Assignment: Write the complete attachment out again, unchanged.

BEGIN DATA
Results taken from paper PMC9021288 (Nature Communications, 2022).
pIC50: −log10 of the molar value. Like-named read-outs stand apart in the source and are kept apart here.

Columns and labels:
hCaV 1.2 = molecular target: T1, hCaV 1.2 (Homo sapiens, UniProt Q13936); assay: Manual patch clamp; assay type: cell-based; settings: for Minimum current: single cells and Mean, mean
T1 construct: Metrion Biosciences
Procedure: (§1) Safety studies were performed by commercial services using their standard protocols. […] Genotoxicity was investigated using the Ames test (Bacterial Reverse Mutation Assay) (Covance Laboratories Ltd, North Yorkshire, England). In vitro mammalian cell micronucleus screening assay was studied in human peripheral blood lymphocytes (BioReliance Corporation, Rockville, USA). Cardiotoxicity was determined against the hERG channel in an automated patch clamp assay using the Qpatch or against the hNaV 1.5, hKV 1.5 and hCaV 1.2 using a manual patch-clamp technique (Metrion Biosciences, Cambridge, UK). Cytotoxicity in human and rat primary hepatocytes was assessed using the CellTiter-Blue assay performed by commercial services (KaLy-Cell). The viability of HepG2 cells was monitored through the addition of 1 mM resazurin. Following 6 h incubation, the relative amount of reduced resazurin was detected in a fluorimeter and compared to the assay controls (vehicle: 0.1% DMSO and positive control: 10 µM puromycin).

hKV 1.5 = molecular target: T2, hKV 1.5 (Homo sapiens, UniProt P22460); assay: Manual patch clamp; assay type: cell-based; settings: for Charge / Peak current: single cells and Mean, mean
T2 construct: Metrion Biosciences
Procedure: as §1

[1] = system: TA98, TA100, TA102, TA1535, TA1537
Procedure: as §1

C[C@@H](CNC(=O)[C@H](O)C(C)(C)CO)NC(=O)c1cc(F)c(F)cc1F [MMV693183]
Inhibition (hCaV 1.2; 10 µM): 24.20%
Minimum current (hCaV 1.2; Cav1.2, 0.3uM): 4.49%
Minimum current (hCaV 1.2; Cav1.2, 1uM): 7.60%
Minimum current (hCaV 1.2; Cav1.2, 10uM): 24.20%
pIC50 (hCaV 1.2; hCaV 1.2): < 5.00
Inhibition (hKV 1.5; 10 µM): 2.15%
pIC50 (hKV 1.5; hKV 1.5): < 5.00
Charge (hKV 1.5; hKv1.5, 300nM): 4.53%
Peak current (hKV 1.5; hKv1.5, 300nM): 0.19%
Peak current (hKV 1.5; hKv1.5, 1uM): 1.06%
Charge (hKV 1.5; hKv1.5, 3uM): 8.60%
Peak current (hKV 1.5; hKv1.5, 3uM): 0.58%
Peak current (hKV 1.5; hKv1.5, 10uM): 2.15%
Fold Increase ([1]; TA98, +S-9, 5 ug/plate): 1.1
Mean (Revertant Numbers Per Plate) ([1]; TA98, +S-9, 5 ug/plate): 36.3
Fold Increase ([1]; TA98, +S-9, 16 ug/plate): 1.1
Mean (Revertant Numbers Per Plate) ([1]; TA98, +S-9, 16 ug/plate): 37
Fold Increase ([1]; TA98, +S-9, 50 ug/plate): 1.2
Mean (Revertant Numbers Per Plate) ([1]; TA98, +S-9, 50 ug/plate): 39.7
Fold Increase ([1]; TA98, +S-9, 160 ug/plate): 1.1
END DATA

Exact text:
Results taken from paper PMC9021288 (Nature Communications, 2022).
pIC50: −log10 of the molar value. Like-named read-outs stand apart in the source and are kept apart here.

Columns and labels:
hCaV 1.2 = molecular target: T1, hCaV 1.2 (Homo sapiens, UniProt Q13936); assay: Manual patch clamp; assay type: cell-based; settings: for Minimum current: single cells and Mean, mean
T1 construct: Metrion Biosciences
Procedure: (§1) Safety studies were performed by commercial services using their standard protocols. […] Genotoxicity was investigated using the Ames test (Bacterial Reverse Mutation Assay) (Covance Laboratories Ltd, North Yorkshire, England). In vitro mammalian cell micronucleus screening assay was studied in human peripheral blood lymphocytes (BioReliance Corporation, Rockville, USA). Cardiotoxicity was determined against the hERG channel in an automated patch clamp assay using the Qpatch or against the hNaV 1.5, hKV 1.5 and hCaV 1.2 using a manual patch-clamp technique (Metrion Biosciences, Cambridge, UK). Cytotoxicity in human and rat primary hepatocytes was assessed using the CellTiter-Blue assay performed by commercial services (KaLy-Cell). The viability of HepG2 cells was monitored through the addition of 1 mM resazurin. Following 6 h incubation, the relative amount of reduced resazurin was detected in a fluorimeter and compared to the assay controls (vehicle: 0.1% DMSO and positive control: 10 µM puromycin).

hKV 1.5 = molecular target: T2, hKV 1.5 (Homo sapiens, UniProt P22460); assay: Manual patch clamp; assay type: cell-based; settings: for Charge / Peak current: single cells and Mean, mean
T2 construct: Metrion Biosciences
Procedure: as §1

[1] = system: TA98, TA100, TA102, TA1535, TA1537
Procedure: as §1

C[C@@H](CNC(=O)[C@H](O)C(C)(C)CO)NC(=O)c1cc(F)c(F)cc1F [MMV693183]
Inhibition (hCaV 1.2; 10 µM): 24.20%
Minimum current (hCaV 1.2; Cav1.2, 0.3uM): 4.49%
Minimum current (hCaV 1.2; Cav1.2, 1uM): 7.60%
Minimum current (hCaV 1.2; Cav1.2, 10uM): 24.20%
pIC50 (hCaV 1.2; hCaV 1.2): < 5.00
Inhibition (hKV 1.5; 10 µM): 2.15%
pIC50 (hKV 1.5; hKV 1.5): < 5.00
Charge (hKV 1.5; hKv1.5, 300nM): 4.53%
Peak current (hKV 1.5; hKv1.5, 300nM): 0.19%
Peak current (hKV 1.5; hKv1.5, 1uM): 1.06%
Charge (hKV 1.5; hKv1.5, 3uM): 8.60%
Peak current (hKV 1.5; hKv1.5, 3uM): 0.58%
Peak current (hKV 1.5; hKv1.5, 10uM): 2.15%
Fold Increase ([1]; TA98, +S-9, 5 ug/plate): 1.1
Mean (Revertant Numbers Per Plate) ([1]; TA98, +S-9, 5 ug/plate): 36.3
Fold Increase ([1]; TA98, +S-9, 16 ug/plate): 1.1
Mean (Revertant Numbers Per Plate) ([1]; TA98, +S-9, 16 ug/plate): 37
Fold Increase ([1]; TA98, +S-9, 50 ug/plate): 1.2
Mean (Revertant Numbers Per Plate) ([1]; TA98, +S-9, 50 ug/plate): 39.7
Fold Increase ([1]; TA98, +S-9, 160 ug/plate): 1.1